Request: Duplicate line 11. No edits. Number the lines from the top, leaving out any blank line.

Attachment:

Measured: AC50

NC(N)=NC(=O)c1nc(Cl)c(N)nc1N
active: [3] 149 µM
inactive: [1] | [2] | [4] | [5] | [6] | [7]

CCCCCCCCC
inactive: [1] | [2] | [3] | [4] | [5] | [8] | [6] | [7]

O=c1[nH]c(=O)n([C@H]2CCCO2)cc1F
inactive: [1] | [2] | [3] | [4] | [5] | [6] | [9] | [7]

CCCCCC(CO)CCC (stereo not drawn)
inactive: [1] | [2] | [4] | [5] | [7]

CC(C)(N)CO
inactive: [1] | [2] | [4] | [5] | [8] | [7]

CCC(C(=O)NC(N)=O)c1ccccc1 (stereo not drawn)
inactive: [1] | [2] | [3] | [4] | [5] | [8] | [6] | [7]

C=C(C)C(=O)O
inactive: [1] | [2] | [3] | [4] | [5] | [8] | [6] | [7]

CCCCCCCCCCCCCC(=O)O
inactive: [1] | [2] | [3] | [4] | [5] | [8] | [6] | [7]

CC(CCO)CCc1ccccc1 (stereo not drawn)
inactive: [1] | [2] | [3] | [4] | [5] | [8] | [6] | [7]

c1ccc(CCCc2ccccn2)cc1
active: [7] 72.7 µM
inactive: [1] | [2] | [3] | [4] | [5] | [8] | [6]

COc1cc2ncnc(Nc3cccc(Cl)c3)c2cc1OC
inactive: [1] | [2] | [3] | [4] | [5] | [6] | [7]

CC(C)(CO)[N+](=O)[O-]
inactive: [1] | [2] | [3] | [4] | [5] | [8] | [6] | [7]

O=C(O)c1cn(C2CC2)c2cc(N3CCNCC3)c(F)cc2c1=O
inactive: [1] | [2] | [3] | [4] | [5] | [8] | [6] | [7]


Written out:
CC(C)(N)CO